Laundry organizers can do more than just keep your laundry room tidy. Also known as laundry sorters, the best of these wheeled wonders–which typically offer two, three or four laundry compartments–are designed to save you time, with helpful features such as ironing boards, clothes hanging rods, storage shelves and surfaces for folding.
What’s also great about these multi-function laundry organizers is how compact they are. Here are three efficient examples to help you make the most of your laundry room space:
- The Triple Sorter Rolling Laundry Hamper performs triple duty–in addition to three cotton canvas laundry bags for simple sorting, it has a clothing rod for hanging pressed garments or air-drying delicate articles of clothing, and a top shelf for holding laundry accessories. A wire shelf below the hanging bags provides support for when the bags are filled.
- Another triple-function laundry organizer is the Laundry Sorter with Ironing Board, which lets you easily sort, iron and fold clothing in one convenient location. The built-in ironing board features a thick foam pad and heat-resistant cotton cover to provide a smooth ironing surface. The board lifts up to reveal a laundry sorter with three removable laundry bags that hang securely on the frame with metal handles for easy carrying. The bags have side mesh panels for adequate ventilation and the interior is coated to provide resistance to odors and mildew.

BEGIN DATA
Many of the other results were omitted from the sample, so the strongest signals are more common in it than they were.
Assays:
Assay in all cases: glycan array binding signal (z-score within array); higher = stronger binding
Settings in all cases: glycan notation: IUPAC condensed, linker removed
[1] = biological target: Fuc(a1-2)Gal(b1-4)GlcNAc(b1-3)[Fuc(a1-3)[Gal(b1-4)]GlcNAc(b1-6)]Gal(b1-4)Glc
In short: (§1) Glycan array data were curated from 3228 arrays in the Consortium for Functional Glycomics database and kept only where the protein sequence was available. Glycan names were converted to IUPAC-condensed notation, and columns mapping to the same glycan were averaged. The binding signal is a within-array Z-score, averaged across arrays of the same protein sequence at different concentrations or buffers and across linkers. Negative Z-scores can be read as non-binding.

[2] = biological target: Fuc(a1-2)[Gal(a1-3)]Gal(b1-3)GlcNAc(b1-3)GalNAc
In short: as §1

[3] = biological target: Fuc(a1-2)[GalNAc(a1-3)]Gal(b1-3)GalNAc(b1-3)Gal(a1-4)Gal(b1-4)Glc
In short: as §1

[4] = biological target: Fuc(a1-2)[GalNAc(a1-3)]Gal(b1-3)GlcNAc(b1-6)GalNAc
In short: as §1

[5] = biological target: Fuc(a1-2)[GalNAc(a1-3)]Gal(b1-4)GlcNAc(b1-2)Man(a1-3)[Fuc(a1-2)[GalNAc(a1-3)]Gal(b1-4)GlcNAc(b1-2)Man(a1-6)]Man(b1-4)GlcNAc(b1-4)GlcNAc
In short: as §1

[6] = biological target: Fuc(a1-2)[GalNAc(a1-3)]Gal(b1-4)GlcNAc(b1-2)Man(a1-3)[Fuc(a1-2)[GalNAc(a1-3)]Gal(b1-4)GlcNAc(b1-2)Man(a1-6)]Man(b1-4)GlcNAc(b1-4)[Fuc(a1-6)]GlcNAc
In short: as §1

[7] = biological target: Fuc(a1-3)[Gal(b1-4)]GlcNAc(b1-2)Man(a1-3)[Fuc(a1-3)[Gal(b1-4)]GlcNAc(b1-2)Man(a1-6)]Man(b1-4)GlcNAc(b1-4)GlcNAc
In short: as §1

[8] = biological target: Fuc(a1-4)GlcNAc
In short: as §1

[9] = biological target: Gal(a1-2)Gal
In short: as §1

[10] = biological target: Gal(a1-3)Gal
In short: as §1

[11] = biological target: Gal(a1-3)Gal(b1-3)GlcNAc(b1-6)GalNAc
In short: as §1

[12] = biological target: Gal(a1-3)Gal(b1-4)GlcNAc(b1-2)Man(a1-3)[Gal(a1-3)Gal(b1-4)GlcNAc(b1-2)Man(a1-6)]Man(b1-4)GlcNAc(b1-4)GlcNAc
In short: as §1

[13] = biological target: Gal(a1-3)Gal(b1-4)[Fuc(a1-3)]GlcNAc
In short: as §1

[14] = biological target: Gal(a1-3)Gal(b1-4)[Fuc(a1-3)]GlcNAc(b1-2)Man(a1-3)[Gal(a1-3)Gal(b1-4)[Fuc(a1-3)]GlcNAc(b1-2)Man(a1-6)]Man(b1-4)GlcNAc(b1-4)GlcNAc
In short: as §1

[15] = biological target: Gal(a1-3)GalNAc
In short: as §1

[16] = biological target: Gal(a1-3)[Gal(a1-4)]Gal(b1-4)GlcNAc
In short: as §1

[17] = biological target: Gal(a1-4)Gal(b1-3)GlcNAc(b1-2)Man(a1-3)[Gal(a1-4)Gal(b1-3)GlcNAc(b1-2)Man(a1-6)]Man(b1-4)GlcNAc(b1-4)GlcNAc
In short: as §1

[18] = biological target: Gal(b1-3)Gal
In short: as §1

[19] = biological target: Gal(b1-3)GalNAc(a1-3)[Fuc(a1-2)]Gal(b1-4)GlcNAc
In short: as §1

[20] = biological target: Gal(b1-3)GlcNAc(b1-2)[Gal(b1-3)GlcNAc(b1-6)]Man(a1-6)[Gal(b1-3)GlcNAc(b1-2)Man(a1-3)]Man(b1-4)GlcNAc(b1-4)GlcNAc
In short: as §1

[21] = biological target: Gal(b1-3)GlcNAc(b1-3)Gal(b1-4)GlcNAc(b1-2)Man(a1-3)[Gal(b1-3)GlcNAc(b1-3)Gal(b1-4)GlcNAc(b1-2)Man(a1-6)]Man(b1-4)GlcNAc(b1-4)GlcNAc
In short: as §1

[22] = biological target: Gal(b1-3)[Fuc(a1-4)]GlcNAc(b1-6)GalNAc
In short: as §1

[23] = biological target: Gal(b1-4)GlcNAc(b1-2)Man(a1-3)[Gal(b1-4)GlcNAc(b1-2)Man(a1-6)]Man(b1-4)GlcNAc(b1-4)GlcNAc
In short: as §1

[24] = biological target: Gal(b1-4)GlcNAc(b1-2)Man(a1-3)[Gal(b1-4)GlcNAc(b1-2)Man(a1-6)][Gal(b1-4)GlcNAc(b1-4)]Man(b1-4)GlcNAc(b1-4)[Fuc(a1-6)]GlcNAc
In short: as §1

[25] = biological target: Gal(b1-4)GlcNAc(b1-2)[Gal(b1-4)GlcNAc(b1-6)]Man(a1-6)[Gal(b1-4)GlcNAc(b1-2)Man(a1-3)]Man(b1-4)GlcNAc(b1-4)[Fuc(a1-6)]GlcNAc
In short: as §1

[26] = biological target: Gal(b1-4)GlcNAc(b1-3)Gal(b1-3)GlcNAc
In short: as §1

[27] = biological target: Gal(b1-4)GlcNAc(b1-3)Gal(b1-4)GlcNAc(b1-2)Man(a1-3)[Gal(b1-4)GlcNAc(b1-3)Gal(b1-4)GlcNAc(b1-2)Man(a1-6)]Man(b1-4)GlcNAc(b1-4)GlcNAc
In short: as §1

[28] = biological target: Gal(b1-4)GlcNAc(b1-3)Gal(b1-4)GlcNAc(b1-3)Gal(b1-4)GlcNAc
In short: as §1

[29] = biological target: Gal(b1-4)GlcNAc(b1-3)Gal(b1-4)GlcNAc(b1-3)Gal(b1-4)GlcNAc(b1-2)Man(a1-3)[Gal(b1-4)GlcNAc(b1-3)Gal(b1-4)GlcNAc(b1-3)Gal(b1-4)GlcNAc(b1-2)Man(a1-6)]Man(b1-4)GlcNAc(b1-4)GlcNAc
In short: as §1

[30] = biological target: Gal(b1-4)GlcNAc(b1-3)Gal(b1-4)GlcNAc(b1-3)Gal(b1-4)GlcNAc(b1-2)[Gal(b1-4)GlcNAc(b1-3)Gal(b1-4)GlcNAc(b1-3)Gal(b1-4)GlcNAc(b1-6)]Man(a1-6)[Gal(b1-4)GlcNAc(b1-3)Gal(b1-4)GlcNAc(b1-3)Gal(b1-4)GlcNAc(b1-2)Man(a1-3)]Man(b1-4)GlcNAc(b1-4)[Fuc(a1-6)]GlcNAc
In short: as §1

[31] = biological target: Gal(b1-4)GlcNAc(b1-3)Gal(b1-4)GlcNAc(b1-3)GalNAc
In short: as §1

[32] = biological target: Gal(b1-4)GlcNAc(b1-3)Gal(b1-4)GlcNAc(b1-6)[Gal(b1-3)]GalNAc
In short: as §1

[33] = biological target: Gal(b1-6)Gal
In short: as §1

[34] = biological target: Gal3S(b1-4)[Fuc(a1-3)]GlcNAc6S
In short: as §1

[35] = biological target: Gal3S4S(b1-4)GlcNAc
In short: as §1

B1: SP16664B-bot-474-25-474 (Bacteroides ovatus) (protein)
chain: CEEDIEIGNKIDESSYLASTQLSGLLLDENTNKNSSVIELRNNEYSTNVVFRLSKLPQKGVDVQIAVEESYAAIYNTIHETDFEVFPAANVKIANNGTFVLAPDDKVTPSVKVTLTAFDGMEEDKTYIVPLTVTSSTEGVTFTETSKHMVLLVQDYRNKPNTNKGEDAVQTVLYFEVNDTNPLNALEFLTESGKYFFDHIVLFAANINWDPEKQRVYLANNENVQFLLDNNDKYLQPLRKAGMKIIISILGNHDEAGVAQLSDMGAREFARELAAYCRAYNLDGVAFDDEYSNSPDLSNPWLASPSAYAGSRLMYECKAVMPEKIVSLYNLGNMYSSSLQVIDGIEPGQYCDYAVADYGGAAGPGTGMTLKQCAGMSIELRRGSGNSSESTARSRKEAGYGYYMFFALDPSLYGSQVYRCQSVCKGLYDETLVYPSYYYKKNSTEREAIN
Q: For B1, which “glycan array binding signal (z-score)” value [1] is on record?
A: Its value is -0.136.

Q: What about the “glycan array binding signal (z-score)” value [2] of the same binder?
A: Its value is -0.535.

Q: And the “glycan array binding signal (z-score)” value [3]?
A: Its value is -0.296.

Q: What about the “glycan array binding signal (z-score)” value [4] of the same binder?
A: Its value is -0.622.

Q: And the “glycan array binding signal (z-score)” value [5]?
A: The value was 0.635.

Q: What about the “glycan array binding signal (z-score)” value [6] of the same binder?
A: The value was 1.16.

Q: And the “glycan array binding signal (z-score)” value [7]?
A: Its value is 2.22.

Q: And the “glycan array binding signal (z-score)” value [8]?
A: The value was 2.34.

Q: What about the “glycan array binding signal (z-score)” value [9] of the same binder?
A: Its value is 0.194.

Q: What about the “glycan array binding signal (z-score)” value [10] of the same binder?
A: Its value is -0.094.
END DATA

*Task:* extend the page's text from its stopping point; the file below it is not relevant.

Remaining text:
- The dual-function Laundry Folding Table and Double Sorter consists of a stationary table for folding, with a slide-out two-bag laundry sorter underneath. A bottom bar on the rolling sorter helps support full bags of laundry, and the bags can easily be removed for transport.
For more ideas on laundry room organization, read my earlier posts on laundry room organizers and laundry storage solutions; also space-saving laundry drying racks and laundry baskets.
Never enough closet space? Portable closets to the rescue!
Portable closets, aka rolling wardrobes, are ideal for storing out-of-season or infrequently worn clothes and accessories. The old-style rolling wardrobe is basically just a garment rack with a zippered cover–it’s only designed for storage of hanging garments. But portable closets tend to include more features, such as shelves and pockets that allow you to also store folded clothing and other items.
Here are three types of space-efficient portable closets, all with fabric covers and smooth-rolling casters:
- The Rolling Wardrobe Rack offers three storage sections: a top zippered shelving area for folded clothes, hats or handbags; a steel rod that provides 30 linear inches of hanging space; and a ventilated bottom shelf for shoe storage. The roll-up door makes it easy to access hanging garments and footwear; the top section has a triangular flap door.
- The versatile Mobile Wardrobe Center provides multiple storage options–the exterior features eight mesh pockets (sized for four pairs of shoes), a removable hamper bag for laundry (attached by Velcro and with a shoulder strap for easy transport), a wooden bar for hanging ties and scarves, removable pockets for toiletries, and additional pockets for undergarments and socks. The zip-up door has a clear section at the top so you can easily view your hangered clothes.